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dc.contributor.authorLangley, Kenneth
dc.contributor.authorLi, Erqiang
dc.contributor.authorThoroddsen, Sigurdur T
dc.date.accessioned2017-02-15T08:32:15Z
dc.date.available2017-02-15T08:32:15Z
dc.date.issued2017-01-23
dc.identifier.citationLangley K, Li EQ, Thoroddsen ST (2017) Impact of ultra-viscous drops: air-film gliding and extreme wetting. Journal of Fluid Mechanics 813: 647–666. Available: http://dx.doi.org/10.1017/jfm.2016.840.
dc.identifier.issn0022-1120
dc.identifier.issn1469-7645
dc.identifier.doi10.1017/jfm.2016.840
dc.identifier.urihttp://hdl.handle.net/10754/622896
dc.description.abstractA drop impacting on a solid surface must push away the intervening gas layer before making contact. This entails a large lubricating air pressure which can deform the bottom of the drop, thus entrapping a bubble under its centre. For a millimetric water drop, the viscous-dominated flow in the thin air layer counteracts the inertia of the drop liquid. For highly viscous drops the viscous stresses within the liquid also affect the interplay between the drop and the gas. Here the drop also forms a central dimple, but its outer edge is surrounded by an extended thin air film, without contacting the solid. This is in sharp contrast with impacts of lower-viscosity drops where a kink in the drop surface forms at the edge of the central disc and makes a circular contact with the solid. Larger drop viscosities make the central air dimple thinner. The thin outer air film subsequently ruptures at numerous random locations around the periphery, when it reaches below 150 nm thickness. This thickness we measure using high-speed two-colour interferometry. The wetted circular contacts expand rapidly, at orders of magnitude larger velocities than would be predicted by a capillary-viscous balance. The spreading velocity of the wetting spots is independent of the liquid viscosity. This may suggest enhanced slip of the contact line, assisted by rarefied-gas effects, or van der Waals forces in what we call extreme wetting. Myriads of micro-bubbles are captured between the local wetting spots.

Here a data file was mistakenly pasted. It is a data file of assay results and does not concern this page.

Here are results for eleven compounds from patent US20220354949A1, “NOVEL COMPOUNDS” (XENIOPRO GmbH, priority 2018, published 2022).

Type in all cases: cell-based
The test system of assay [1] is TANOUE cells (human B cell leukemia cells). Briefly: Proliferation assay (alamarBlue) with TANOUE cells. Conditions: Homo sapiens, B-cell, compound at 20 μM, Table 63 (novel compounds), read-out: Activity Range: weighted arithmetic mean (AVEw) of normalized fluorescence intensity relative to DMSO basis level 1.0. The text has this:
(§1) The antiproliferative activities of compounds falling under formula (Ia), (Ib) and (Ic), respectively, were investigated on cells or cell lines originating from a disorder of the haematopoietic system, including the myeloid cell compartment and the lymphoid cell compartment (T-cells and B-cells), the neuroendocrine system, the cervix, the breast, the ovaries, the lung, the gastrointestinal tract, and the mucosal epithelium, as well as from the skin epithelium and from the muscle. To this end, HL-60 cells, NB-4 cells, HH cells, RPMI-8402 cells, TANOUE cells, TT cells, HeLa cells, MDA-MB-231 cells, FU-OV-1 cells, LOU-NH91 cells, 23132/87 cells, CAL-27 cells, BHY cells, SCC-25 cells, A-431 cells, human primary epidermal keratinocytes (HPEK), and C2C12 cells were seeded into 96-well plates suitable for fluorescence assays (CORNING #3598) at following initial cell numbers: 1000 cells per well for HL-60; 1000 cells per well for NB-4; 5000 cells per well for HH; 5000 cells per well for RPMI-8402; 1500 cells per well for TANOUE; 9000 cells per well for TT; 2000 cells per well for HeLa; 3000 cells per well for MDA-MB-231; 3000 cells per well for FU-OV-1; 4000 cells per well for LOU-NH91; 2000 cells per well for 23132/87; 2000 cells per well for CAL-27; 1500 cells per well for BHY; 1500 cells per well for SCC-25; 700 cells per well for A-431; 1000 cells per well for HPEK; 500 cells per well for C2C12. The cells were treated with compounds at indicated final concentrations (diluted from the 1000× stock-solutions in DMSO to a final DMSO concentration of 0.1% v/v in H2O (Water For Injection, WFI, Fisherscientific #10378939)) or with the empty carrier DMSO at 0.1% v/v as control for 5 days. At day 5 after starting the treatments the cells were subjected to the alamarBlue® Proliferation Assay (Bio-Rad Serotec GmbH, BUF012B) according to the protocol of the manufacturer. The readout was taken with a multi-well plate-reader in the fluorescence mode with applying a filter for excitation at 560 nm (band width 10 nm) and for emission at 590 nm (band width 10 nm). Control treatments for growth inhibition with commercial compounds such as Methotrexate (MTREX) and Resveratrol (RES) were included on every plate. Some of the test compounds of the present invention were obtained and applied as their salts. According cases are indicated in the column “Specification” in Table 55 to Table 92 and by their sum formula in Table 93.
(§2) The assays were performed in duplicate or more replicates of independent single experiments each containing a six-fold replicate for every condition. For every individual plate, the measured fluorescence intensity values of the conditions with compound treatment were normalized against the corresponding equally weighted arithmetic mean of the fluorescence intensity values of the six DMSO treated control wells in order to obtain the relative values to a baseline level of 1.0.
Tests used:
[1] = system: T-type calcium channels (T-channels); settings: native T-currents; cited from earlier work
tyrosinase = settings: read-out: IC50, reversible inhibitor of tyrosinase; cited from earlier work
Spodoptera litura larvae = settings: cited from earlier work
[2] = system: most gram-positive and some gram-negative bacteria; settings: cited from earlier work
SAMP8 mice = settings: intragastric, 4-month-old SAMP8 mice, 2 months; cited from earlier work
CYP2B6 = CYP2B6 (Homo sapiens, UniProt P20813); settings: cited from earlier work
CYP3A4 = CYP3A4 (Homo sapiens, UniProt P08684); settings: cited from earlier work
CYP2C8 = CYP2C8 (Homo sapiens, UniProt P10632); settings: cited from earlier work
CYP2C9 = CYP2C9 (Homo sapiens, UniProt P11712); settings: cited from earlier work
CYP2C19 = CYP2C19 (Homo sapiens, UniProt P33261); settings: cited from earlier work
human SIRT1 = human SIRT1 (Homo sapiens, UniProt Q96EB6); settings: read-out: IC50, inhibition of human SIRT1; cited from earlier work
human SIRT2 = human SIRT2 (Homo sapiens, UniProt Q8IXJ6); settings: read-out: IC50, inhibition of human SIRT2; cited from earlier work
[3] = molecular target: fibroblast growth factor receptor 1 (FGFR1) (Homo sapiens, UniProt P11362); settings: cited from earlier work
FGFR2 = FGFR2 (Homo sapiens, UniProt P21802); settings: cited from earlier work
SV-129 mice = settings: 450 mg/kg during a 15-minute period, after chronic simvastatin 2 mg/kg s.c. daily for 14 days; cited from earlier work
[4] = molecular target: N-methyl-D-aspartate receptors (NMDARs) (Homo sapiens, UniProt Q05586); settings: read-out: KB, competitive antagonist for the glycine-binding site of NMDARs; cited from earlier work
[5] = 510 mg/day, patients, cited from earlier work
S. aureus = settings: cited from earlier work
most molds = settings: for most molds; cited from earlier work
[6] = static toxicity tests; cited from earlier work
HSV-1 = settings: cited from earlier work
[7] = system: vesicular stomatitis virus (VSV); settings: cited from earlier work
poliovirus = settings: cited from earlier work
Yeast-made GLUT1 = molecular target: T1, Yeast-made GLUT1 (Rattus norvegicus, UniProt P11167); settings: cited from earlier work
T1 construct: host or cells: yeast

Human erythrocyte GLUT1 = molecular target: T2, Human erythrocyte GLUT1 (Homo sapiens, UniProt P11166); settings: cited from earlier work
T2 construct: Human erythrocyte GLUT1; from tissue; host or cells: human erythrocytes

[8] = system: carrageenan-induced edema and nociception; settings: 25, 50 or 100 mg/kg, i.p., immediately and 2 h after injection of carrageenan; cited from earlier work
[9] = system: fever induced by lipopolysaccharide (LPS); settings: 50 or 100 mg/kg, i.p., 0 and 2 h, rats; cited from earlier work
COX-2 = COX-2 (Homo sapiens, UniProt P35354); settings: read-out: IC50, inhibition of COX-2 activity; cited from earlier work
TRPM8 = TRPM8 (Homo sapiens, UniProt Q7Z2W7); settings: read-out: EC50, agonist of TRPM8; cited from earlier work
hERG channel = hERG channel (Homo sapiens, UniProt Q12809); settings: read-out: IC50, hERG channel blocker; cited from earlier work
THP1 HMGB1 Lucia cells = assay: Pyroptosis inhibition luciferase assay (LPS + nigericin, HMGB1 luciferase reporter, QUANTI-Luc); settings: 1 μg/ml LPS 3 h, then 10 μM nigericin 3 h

dc.description.sponsorshipThe work reported herein was funded by King Abdullah University of Science and Technology (KAUST).
dc.publisherCambridge University Press (CUP)
dc.relation.urlhttps://www.cambridge.org/core/journals/journal-of-fluid-mechanics/article/div-classtitleimpact-of-ultra-viscous-drops-air-film-gliding-and-extreme-wettingdiv/798BDD556D6008324CB300EC56F80F16
dc.subjectContact lines
dc.subjectdrops and bubbles
dc.subjectthin films
dc.titleImpact of ultra-viscous drops: air-film gliding and extreme wetting
dc.typeArticle
dc.contributor.departmentClean Combustion Research Center
dc.contributor.departmentHigh-Speed Fluids Imaging Laboratory
dc.contributor.departmentMechanical Engineering Program
dc.contributor.departmentPhysical Science and Engineering (PSE) Division
dc.identifier.journalJournal of Fluid Mechanics
kaust.personLangley, Kenneth
kaust.personLi, Erqiang
kaust.personThoroddsen, Sigurdur T.
dc.date.published-online2017-01-23
dc.date.published-print2017-02


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